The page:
Colin Randall writes: Malcolm Dawson has been my trusted deputy editor throughout the best years of Salut! Sunderland. He explains below how we came together for site duty and I am deeply grateful that Joan, his sister, suggested he’d be an ideal right hand man. Malcolm is a demanding editor, demanding of himself and of others. He is as fussy as I can be on questions of grammar and taste. And he also happens to write like a dream, as anyone who has seen his reports from games, and his more general thoughts, can testify.
It has been a privilege to work with him and, sadly only occasionally because of geographical distance, enjoy his company before, at or after matches. Thanks, Malcolm, The site could not be in such good order to hand on to new ownership and editorship without all you have done …
It will soon be a quarter of a century since Bob Murray’s vision for the future of SAFC took the club from Roker Park to the Stadium of Light. My sister was living in London at the time and involved in the editing of the London Branch’s newsletter 5/5/73 which was later to be renamed Wear Down South. It was through that involvement that she met Colin Randall and his mate Pete Sixsmith and was asked by Colin to help with his new website when it was up and running some years later.
Meanwhile, I was living in Leicestershire and in our second season at the new ground a group of Midlands based supporters, including Steve McIllwraith, Steve Hay, his sister Karen, Paul Walsh and his sister Julie and the tireless Chris Herriott started the Heart of England Branch of the Supporters’ Association. I joined up the day after seeing their piece in ALS and soon became involved as Information Officer, producing a monthly newsletter which I called “Turnips are Big and Purple”, the reason for which will be apparent to anyone brought up in a Durham pit village who moves south.
Joan and I and our younger brother all had season tickets at the new ground and would meet up regularly before home games. Things were bright back then as we battled to return to the Premier League and not only were we watching the Lads home and away most weeks we took our holidays in Denmark and France for the pre-seasons in those places.
I can’t remember when exactly, Joan decided to reduce her involvement in Salut, but it would be sometime after I moved back to the North East in 2011, and I was volunteered to take on her role as Deputy Editor. I had contributed to the site previously. I remember headlining one of my earliest match reports “The Quality on Mersey Leaves Me Drained” after I had travelled up to a midweek game at Goodison Park, the previous year before I had the good sense to retire. My friendship with Pete Sixsmith was by then well established, and as well as meeting up at Sunderland games we took in the delights of non league games such as Barwell v Whitley Bay and Coalville Town v Kings Lynn, not to mention trips to the FA Vase final at Wembley.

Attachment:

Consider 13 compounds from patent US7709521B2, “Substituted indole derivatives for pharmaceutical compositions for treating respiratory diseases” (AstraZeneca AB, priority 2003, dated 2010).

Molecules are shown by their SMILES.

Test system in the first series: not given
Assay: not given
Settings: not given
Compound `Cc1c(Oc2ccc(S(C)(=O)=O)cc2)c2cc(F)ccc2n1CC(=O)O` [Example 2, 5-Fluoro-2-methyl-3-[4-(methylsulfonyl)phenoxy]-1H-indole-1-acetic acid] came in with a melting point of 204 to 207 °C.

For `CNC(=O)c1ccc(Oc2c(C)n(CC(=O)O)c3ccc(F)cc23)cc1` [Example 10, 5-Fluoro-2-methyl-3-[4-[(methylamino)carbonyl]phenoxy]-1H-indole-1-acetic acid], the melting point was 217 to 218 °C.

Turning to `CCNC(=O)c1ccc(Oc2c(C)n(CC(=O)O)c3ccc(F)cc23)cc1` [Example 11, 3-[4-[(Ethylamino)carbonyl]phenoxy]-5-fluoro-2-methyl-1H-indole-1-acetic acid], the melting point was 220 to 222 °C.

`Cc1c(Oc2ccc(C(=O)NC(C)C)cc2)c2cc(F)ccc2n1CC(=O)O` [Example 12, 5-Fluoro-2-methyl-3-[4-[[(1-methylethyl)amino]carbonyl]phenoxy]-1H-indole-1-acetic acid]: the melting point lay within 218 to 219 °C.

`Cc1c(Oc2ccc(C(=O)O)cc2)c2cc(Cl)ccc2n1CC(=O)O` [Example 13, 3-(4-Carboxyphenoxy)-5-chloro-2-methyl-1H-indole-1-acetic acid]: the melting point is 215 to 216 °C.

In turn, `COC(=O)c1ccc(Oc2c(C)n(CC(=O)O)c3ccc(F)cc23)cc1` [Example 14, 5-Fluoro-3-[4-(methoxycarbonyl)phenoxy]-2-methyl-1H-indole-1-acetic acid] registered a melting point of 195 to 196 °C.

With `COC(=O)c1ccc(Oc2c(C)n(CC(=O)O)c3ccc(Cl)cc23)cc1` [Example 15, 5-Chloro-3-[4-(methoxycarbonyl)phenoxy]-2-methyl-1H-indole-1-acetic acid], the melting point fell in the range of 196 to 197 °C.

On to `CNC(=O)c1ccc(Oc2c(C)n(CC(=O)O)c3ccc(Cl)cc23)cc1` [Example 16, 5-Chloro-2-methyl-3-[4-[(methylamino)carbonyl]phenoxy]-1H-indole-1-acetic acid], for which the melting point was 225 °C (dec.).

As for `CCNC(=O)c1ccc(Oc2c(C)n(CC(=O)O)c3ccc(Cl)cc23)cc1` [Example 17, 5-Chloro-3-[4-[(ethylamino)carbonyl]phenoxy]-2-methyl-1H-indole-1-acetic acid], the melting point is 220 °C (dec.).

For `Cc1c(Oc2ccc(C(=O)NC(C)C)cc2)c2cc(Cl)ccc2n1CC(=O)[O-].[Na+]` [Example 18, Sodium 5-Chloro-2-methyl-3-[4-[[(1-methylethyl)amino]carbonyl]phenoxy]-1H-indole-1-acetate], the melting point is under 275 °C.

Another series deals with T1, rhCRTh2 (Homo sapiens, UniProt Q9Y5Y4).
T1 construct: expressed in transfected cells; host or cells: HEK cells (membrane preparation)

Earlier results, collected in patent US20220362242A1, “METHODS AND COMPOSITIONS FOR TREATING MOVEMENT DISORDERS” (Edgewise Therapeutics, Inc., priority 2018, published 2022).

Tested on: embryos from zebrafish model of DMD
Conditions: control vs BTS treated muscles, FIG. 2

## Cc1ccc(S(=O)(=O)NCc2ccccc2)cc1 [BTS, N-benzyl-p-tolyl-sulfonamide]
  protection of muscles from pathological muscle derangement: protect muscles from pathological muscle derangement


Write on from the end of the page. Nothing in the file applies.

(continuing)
I have met up with Colin and John Mac and several other regular contributors before, at and after matches home and away and have been surprised at the number of times I have got talking to complete strangers at games who, during the course of conversations, have asked me if I was the Malcolm who wrote for Salut. Knowing that my words have been seen and often appreciated has made the hours spent on Sunday mornings and other times worthwhile.
I am unlikely to contribute any more and wish those who are taking over the archive of the site well. I don’t know them nor the direction in which they plan to take the site but I hope they will try to maintain the standard of reporting to which we have all aspired. We have not been frightened to be critical but whenever we have felt that there is a need for changes at the club have striven to make our views known in an adult, reasoned and well argued way, pointing to weaknesses and offering alternatives. There is, in my opinion, too much negativity surrounding the club at present, emanating from a highly vocal core of fans who seem intent on destroying any chance the club has of establishing a stable platform from which to build and progress. They will claim that they want the best for the club, but from twelve months ago when we had a set of owners who were seeking to hand the club back to the fans, who brought in an enthusiastic young manager, who dealt strongly with a group of overpaid players who were clearly not interested in playing on Wearside and who came up with a plan to get the club back onto a financial sound footing, we now find ourselves in another mess.
The efforts of Donald and Methven to interact with the supporters has come back to bite them. It was the negativity and vitriol of fans on social media that made Stewart Donald close down his Twitter account and miss a succession of games. It was most likely the events at one of Charlie Methven’s regular meetings with supporters groups that persuaded him he was better off spending time with those who appreciated him. Compare our News Now feed to those of most other clubs in this division and the difference in the way they are reported is clear to see. It may not be the fans who are out on the pitch or picking the team but they do have a big influence on the atmosphere and the mentality of those who do.
I wish everyone who visits the site a very Happy New Year and hope that it will also be a very Happy New Year for all at SAFC, although the wat things are at present that seems a forlorn hope.
Ha’way the Lads.